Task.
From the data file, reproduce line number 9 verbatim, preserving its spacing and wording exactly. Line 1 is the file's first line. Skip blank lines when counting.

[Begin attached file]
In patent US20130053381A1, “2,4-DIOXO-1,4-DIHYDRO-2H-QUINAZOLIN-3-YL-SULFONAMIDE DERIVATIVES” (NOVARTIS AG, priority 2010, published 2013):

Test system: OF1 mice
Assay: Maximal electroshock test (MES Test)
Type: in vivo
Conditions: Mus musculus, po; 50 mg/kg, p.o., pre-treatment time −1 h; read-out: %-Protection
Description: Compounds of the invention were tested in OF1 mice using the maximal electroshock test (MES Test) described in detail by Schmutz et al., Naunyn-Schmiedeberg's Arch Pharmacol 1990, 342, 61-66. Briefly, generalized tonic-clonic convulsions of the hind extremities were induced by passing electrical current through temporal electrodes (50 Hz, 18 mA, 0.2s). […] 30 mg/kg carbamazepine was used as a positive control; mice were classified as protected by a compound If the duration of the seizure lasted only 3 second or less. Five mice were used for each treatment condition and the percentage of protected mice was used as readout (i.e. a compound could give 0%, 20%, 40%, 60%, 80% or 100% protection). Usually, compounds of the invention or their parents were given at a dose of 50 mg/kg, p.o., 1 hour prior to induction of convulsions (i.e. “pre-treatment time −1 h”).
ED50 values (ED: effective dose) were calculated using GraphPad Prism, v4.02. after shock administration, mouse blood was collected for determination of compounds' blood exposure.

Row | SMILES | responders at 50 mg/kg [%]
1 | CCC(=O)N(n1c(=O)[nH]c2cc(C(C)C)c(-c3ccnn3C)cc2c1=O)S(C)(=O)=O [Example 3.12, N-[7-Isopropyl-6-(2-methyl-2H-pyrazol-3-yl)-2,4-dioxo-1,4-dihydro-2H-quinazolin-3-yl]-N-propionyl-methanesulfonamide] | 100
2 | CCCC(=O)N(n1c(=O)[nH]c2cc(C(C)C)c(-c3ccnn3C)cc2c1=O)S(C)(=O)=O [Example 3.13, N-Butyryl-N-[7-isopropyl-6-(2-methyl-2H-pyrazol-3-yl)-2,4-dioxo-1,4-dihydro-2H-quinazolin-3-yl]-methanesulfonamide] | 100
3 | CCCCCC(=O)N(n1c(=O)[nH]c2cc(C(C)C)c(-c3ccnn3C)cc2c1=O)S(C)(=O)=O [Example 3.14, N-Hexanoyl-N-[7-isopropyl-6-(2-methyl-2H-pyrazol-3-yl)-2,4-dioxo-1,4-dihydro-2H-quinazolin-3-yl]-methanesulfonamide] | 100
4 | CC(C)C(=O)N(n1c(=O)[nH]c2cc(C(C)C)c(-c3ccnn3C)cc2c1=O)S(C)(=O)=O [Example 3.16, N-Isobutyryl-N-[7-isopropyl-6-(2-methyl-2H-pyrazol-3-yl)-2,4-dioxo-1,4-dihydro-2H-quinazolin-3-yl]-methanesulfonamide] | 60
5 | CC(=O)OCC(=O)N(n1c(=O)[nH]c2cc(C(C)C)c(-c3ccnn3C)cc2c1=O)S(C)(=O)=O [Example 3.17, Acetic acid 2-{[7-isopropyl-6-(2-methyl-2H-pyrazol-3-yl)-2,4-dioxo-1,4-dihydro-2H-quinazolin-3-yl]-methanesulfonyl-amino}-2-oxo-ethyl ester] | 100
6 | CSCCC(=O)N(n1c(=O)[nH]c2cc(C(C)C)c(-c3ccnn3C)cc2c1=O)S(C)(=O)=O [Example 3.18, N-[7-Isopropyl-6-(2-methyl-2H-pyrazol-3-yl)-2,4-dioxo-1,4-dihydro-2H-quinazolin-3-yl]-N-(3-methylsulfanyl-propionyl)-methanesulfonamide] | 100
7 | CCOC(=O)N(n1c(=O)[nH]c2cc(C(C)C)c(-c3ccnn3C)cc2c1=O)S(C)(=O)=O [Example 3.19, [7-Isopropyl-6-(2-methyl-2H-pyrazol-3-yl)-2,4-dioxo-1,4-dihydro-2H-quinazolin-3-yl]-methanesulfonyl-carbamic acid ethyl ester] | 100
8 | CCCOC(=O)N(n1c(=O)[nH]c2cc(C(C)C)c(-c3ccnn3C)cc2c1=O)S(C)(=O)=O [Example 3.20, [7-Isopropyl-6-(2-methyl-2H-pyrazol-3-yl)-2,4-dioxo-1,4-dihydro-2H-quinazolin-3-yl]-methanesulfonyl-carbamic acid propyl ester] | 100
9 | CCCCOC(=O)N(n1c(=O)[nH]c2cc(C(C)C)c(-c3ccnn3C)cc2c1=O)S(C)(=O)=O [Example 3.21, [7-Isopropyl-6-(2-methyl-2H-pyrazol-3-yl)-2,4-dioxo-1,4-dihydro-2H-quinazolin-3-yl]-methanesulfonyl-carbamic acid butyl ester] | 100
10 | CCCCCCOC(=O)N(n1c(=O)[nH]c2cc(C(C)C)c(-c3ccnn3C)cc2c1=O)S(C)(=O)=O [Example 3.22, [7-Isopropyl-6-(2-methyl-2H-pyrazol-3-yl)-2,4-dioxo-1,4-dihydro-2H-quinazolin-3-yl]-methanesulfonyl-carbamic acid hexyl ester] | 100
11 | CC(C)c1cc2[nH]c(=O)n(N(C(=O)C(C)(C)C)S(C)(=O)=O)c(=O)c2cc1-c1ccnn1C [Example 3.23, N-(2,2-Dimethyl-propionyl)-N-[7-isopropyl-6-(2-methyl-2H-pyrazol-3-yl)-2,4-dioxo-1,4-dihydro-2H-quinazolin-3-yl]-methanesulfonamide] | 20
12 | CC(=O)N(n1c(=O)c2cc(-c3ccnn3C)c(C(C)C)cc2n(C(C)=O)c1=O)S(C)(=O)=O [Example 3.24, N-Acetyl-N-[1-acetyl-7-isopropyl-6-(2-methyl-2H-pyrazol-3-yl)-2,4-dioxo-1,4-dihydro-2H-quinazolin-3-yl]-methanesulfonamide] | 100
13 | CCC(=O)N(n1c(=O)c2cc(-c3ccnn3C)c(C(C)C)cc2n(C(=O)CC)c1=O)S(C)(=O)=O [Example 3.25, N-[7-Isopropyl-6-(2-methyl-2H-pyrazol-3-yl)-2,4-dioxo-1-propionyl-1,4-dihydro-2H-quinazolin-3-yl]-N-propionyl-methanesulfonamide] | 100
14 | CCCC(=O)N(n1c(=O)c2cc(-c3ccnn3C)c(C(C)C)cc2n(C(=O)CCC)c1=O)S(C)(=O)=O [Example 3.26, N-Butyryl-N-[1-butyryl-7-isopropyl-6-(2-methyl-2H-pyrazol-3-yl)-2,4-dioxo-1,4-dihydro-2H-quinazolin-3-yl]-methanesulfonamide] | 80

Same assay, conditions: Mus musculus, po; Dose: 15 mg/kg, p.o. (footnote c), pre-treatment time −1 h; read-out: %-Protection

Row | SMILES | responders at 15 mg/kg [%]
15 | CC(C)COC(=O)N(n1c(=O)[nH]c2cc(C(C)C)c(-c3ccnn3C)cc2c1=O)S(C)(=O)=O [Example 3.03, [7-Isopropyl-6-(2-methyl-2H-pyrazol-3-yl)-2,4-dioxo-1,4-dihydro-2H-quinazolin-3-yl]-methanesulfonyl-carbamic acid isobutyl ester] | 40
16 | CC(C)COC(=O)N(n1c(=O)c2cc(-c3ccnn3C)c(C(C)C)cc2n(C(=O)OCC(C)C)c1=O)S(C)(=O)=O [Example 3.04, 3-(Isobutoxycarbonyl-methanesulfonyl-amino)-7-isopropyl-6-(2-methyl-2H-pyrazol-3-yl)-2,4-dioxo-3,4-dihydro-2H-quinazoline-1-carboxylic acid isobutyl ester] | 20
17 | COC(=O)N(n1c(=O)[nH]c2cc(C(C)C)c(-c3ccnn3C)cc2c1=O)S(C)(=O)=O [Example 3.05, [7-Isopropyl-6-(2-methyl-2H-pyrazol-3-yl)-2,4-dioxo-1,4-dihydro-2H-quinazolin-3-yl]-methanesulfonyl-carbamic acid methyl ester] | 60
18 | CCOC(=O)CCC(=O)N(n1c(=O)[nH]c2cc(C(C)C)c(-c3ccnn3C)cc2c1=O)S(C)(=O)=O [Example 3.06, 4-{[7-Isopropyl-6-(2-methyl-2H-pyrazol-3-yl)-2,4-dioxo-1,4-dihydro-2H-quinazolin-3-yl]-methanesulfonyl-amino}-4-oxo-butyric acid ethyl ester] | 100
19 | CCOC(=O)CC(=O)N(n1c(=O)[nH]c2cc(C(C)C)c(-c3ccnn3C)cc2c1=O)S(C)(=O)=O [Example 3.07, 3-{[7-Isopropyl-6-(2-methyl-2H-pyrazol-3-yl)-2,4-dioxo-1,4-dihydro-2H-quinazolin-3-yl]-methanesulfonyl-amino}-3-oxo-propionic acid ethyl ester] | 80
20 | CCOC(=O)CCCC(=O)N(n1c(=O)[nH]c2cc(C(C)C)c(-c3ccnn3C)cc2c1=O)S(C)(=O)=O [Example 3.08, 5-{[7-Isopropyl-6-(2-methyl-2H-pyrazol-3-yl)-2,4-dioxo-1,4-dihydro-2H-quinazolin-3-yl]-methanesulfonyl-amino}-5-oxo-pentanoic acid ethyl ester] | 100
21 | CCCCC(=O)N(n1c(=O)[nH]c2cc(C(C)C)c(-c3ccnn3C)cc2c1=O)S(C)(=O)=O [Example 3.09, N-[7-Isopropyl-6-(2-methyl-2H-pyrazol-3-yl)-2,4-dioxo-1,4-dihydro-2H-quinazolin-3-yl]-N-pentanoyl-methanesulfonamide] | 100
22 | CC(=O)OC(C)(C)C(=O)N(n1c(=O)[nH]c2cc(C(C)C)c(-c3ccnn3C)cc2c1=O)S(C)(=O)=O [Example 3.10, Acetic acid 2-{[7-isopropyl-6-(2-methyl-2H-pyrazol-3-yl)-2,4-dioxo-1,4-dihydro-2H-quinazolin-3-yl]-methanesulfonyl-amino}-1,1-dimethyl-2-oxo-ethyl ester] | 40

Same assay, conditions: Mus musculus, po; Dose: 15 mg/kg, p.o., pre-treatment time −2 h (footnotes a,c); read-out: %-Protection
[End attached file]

1 | CCC(=O)N(n1c(=O)[nH]c2cc(C(C)C)c(-c3ccnn3C)cc2c1=O)S(C)(=O)=O [Example 3.12, N-[7-Isopropyl-6-(2-methyl-2H-pyrazol-3-yl)-2,4-dioxo-1,4-dihydro-2H-quinazolin-3-yl]-N-propionyl-methanesulfonamide] | 100